Greek procedure against sea rescuers: “Purely political process”

Greek procedure against sea rescuers: “Purely political process”

Parts of the allegations against refugee helpers are dropped. But they still have to answer for human trafficking.

Sean Binder makes a victory sign

Sean Binder, one of the defendants in the trial in Greece on January 13 Photo: Panagiotis Balaskas/ap

BERLIN taz | After years of investigation, the Greek judiciary dropped parts of the allegations against 24 refugee helpers on Friday. The court on the island of Lesvos decided not to prosecute for espionage. The reason for the decision was a procedural error. Some of the judicial documents were not translated and were not made accessible to the accused.

However, the helpers still have to answer for human trafficking, money laundering, fraud and the illegal use of radio frequencies – and fear many years in prison. These allegations were referred back to the prosecutor’s office on Friday. It is unclear when the process will continue.

“If things continue like this, it will take another 50 years,” he said the defendant Sean Binder after the trial date in the island’s capital, Mitilini. He hopes that the pending charges will be dealt with quickly. “But it doesn’t look as if that will happen soon.” At the same time, the accused are very happy about the extent of international solidarity that they have experienced. “This has put pressure on the prosecution and the court to acknowledge the mistakes made in the trial. So today, to some degree, there is less injustice. But what we want is justice,” said Binder.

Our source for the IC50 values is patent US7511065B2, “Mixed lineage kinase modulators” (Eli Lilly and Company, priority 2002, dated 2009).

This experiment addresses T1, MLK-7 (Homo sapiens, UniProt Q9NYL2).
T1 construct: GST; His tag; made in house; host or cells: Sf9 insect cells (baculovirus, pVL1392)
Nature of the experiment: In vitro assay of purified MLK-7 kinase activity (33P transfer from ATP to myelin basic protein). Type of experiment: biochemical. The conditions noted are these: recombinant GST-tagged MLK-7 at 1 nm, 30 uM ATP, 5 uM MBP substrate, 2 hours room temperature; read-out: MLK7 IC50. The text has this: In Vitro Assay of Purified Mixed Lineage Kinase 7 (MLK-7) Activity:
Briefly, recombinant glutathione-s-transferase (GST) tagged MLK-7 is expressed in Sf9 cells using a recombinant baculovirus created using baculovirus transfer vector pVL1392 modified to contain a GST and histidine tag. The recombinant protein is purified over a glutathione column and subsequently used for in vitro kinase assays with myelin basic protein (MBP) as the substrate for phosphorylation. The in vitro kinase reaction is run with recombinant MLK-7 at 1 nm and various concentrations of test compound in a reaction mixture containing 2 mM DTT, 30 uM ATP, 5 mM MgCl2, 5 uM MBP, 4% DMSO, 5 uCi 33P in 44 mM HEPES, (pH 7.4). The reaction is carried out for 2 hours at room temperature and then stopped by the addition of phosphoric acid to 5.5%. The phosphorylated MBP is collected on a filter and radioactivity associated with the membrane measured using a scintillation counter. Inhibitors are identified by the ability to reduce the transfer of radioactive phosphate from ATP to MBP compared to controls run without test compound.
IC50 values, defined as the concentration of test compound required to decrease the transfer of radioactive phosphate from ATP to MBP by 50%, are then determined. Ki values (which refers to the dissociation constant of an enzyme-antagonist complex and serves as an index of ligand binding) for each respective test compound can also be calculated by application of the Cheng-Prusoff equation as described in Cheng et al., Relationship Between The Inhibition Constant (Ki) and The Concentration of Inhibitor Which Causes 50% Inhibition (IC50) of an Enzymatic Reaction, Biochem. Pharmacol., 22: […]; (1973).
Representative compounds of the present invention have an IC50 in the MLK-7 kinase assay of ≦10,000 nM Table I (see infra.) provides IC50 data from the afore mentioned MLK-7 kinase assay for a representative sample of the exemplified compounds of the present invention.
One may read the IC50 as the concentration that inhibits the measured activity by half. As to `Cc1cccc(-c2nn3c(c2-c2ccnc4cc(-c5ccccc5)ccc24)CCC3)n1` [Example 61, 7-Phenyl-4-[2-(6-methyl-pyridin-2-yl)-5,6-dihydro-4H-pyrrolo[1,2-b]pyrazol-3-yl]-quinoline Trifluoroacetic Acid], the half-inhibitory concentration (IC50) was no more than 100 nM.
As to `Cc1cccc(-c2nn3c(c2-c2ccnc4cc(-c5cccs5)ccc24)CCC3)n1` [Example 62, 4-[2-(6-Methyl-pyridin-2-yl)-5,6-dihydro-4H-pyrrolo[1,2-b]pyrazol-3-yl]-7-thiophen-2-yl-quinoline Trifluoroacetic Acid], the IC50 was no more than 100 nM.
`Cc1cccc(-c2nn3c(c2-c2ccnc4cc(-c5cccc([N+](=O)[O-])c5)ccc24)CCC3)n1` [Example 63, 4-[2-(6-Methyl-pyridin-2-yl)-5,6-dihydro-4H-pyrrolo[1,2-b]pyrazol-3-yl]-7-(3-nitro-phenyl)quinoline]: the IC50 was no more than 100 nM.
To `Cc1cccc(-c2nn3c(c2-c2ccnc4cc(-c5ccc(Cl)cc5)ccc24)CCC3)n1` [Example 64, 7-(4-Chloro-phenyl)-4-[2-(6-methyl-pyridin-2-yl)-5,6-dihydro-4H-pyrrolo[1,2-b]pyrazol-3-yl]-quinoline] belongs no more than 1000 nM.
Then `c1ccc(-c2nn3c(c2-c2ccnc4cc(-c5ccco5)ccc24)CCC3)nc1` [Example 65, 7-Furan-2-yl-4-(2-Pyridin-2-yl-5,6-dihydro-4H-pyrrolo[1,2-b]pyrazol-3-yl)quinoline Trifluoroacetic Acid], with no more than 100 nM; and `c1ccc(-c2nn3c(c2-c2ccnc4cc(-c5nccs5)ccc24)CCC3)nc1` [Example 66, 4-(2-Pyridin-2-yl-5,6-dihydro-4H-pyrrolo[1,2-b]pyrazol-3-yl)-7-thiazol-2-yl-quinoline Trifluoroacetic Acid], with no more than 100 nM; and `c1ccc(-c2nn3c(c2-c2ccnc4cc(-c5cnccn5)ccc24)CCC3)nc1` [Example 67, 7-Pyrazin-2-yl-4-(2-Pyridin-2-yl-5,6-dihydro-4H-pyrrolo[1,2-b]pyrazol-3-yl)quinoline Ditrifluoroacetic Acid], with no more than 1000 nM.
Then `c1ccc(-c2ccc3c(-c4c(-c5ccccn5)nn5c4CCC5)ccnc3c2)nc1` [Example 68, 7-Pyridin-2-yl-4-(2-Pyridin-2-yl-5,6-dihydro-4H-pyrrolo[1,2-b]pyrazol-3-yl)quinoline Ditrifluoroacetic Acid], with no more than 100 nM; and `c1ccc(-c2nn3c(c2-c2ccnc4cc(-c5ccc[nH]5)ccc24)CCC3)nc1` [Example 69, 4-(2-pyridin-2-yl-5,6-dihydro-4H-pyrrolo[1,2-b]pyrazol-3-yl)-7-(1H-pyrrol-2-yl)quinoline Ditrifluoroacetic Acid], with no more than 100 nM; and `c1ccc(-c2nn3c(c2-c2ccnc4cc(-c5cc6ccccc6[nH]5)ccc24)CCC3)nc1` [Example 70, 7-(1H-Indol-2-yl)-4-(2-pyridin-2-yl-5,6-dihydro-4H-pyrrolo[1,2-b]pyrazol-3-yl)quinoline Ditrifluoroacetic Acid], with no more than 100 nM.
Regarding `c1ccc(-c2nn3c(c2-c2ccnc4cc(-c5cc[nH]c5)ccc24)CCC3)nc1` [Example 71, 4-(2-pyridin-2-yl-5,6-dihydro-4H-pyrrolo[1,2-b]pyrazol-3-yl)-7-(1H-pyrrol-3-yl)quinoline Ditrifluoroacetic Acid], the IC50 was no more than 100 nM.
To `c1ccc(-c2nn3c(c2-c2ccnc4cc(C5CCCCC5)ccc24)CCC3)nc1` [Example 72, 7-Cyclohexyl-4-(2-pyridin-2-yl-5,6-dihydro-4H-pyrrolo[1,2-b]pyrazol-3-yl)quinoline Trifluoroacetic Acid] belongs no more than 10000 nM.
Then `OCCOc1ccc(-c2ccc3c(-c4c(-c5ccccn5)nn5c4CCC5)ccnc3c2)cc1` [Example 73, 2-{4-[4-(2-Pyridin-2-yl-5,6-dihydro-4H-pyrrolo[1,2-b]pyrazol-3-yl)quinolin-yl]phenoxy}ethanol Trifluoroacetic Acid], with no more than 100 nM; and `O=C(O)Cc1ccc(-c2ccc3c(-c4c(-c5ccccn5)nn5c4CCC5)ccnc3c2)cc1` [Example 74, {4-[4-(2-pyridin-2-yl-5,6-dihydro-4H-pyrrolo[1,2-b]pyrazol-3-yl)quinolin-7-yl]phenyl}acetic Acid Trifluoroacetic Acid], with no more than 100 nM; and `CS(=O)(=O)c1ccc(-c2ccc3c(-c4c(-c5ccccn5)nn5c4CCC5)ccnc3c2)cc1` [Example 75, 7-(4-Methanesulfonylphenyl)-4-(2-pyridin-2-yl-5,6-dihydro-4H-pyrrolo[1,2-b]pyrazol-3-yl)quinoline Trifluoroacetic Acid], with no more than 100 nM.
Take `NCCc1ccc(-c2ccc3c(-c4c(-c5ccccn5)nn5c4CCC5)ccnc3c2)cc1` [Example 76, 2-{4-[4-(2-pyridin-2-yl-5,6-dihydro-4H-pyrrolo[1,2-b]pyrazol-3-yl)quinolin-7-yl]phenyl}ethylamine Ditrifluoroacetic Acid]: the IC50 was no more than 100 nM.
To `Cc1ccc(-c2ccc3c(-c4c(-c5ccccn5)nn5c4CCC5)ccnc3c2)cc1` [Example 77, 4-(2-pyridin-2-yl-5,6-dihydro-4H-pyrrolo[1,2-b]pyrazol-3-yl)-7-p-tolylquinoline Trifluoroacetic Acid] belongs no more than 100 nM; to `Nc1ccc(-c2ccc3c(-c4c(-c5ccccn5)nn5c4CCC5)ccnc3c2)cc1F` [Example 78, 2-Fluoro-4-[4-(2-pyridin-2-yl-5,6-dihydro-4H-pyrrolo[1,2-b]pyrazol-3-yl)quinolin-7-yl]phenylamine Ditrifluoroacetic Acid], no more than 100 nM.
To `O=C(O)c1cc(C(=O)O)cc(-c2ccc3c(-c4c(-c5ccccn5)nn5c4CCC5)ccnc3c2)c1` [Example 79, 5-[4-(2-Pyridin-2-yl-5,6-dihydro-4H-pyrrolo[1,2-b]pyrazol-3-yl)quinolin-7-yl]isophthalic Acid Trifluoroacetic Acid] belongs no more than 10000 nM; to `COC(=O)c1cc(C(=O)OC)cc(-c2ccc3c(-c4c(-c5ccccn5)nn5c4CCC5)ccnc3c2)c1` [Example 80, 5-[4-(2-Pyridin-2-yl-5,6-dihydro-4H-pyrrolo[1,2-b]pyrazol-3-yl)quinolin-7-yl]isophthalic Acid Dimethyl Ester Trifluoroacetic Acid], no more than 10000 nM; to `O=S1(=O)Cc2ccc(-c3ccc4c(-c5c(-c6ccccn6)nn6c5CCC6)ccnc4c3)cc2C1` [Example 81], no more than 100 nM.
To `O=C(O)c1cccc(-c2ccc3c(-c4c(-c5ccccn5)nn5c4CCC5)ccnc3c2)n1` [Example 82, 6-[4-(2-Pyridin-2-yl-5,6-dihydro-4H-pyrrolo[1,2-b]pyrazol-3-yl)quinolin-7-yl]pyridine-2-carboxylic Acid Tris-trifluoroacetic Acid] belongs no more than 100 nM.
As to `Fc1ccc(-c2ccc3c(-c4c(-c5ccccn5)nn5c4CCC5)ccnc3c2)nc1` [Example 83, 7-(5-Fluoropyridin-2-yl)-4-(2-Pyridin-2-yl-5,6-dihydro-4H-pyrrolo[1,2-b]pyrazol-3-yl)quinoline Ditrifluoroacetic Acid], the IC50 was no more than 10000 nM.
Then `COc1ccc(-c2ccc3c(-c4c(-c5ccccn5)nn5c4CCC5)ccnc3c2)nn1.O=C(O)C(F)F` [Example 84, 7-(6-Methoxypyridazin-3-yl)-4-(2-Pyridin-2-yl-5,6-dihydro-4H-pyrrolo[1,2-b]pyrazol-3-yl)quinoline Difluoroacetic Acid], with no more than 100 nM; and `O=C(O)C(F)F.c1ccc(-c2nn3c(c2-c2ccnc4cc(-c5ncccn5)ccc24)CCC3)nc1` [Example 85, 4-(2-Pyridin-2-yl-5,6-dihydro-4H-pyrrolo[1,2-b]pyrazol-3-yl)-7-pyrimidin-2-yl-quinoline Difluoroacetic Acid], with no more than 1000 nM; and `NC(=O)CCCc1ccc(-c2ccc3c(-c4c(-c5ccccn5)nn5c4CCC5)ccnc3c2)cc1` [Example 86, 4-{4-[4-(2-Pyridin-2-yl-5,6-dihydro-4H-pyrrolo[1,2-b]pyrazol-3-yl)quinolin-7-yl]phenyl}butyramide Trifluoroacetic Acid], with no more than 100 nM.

The 28-year-old Irishman joined the Greek NGO International Emergency Response Center as a volunteer in 2017. He had been on the lookout for boats in distress off the Greek island of Lesbos in order to take care of possible shipwrecked people. At that time, hundreds of people drowned in the sea area while crossing from Turkey.

NGOs see the process as politically motivated

In 2018, Binder joined 23 other activists, including the Syrian competitive swimmer Sarah Mardini, arrested. After more than three months in custody, Binder and Martini in December 2018 released on bail.

The human rights organization Amnesty International wrote that it was an “unjust and unfounded prosecution, in which they are faced with very serious allegations which, if found guilty, could lead to 25 years in prison”.

Human rights organizations see the process as purely politically motivated. A report by the European Parliament spoke of the “biggest scandal of criminalizing solidarity in Europe”.

On Friday, the UN High Commissioner for Human Rights asked the Greek judiciary to all charges against helpers who support migrants. “This type of process is worrying because it criminalizes actions that save people’s lives and sets a dangerous precedent,” spokeswoman Elizabeth Throssell said on Friday. Saving human life should never be criminalized.

Athens is currently pursuing about 50 humanitarian workers

The trial had already started in November 2021 but had been adjourned due to procedural issues. At the time, the human rights organization Human Rights Watch accused the authorities of delaying the proceedings in order to deter aid organizations from further rescue operations in Greece.

About 50 humanitarian workers are currently being prosecuted in Greece. In Italy, too, activists face penalties for providing assistance to migrants.

Greece’s conservative government, elected in 2019, has promised to make the country “less attractive” for refugees. As part of the strategy, a 40-kilometer border wall with Turkey is to be extended to 80 kilometers. The government relies on the violent deportation of refugees at the sea and land borders. NGOs should be kept as far away as possible.

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